Malaysian urban farming project shortlisted for People’s Choice Award

CAP staff Saraswathi (right) and Zahari tending to a variety of plants at CAP’s urban farm. Photos: Consumers’ Association of Penang

When 80-year-old Ch’ng Ah Bee first heard that the Senior Citizens Association at Scotland Road in Penang was going to start an eco-farm, she was more than excited as she could now put her gardening skills to good use.

“I used to live in a landed property with space for my own little garden where I planted a lot of vegetation,” Ch’ng said.

“But when I moved to a condominium, space was limited and I could only grow certain things like chilli, curry leaves, mint and some other herbs. When I was told that the Consumers’ Association of Penang (CAP) was coming in to help set up the eco-farm at the association, I was waiting for it.”

The Senior Citizens Association, which has 700 members, started the eco-farm some two months ago. About 10 active members now take turns to come in to plant fruit trees, vegetables and herbs at least once a week.

Senior Citizens Association president Katherine Ong said they moved to their new premises in November 2021.

“When I saw that the land was available, I knew that we could put it to good use and start an eco-farm to keep our members active and also keep the soil healthy.

“We have so far planted brinjal, corn, ladies finger, spinach, chilli, marigold, papaya and we are planning for more with the help and advice from CAP.

“There are also plans for a compost pit so that we can produce our own chemical-free fertilisers for our vegetation,” she added.Senior Citizens Association members with herb saplings from CAP.Senior Citizens Association members with herb saplings from CAP.

Farm coordinator Dr Rajeswari Raman said when they first started, CAP officers provided the technical know-how to start a farm.

“We had no experience whatsoever but we learned everything from scratch from CAP, right down to making our own pest repellents.

“We even got our supply of vermi-compost from CAP,” she said, adding that the association also has plans for a herb garden soon.

This eco-farm at the association is among many examples indicating that the green wave in Penang is being embraced by the young and old alike, especially those living in urban areas.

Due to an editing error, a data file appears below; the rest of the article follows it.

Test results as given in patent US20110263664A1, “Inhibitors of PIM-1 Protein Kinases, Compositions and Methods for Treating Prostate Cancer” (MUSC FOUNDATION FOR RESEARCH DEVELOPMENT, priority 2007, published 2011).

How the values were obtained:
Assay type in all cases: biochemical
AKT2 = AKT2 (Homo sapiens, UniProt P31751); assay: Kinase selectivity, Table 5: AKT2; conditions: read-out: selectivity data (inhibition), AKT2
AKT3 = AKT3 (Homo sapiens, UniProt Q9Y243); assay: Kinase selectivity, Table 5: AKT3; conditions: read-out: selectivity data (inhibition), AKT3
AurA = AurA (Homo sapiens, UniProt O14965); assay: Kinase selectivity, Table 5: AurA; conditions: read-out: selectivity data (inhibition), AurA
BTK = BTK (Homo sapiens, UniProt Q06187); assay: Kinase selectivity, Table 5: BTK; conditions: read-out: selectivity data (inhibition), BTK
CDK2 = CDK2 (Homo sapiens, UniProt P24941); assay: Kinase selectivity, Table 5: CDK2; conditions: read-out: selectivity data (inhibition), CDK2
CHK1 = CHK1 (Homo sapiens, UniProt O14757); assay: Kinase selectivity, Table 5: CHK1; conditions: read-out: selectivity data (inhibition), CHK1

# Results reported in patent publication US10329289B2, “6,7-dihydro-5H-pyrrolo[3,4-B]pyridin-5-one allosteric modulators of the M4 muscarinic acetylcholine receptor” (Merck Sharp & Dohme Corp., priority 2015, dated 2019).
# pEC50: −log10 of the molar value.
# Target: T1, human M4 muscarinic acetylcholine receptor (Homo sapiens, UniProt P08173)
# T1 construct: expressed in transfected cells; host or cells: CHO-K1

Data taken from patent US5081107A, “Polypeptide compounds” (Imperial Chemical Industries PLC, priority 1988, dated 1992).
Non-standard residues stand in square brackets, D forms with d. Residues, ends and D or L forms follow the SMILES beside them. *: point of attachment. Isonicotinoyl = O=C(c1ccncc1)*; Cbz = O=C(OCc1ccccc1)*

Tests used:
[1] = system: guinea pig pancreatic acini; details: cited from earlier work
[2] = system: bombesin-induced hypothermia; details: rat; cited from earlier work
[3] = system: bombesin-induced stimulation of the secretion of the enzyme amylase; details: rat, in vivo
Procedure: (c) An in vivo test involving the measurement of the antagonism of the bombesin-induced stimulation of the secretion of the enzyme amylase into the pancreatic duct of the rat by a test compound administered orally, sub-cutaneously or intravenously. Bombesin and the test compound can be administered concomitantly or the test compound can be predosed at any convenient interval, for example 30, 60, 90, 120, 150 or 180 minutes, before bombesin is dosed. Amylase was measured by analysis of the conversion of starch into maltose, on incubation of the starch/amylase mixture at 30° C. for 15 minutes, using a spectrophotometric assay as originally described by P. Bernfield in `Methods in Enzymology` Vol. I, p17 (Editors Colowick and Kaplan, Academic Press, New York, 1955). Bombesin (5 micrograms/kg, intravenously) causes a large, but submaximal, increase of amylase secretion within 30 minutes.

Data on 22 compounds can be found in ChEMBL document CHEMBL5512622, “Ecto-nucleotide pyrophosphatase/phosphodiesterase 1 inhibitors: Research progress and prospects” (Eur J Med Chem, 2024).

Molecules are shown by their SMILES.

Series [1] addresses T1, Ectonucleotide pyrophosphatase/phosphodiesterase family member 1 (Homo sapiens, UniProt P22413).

With CAP having championed and set the standards for the urban garden/farm concept for over a decade, this trend is fast catching on.

CAP is one of 12 inspiring stories of local transformation shortlisted for the 2022 Transformative Cities People’s Choice Award.

Transformative Cities is a global initiative to search and support transformative practices and responses that tackle global crises at the local level. The initiative is facilitated by several partners of international civil society organisations and social movements.

A demonstration on comfort composting by CAP education officer Saraswathi Devi Odian (right) in progress. A demonstration on comfort composting by CAP education officer Saraswathi Devi Odian (right) in progress.

CAP education officer N.V. Subbarow noted that a few years ago, when the then agriculture minister said Malaysians should look at planting their own greens instead of complaining about rising vegetable prices, there had been much hue and cry among the populace.

“These days, however, many consider that as a workable option, as the hike in food prices and the nation’s lack of food security have riled up the people and brought about serious concerns such as higher oil prices and food shortages.

“Today, we are receiving an increasing number of calls from households and homemakers on how to do composting, how to have their very own mini garden, and so forth. It looks like people are finally embracing the green wave and the time for urban agriculture is here!” he said.

“Growing our own vegetables at home can be cost effective.

“Remember that we do not need a big space to grow vegetables.”

Subbarow also noted that in an effort for Penangites who live in high-rise buildings to grow their own greens, CAP had been promoting vertical planting units.

CAP began the Natural Farming Project 20 years ago through national awareness programmes to educate farmers about the dire consequences of using chemicals to grow food, and to introduce alternative, natural farming techniques.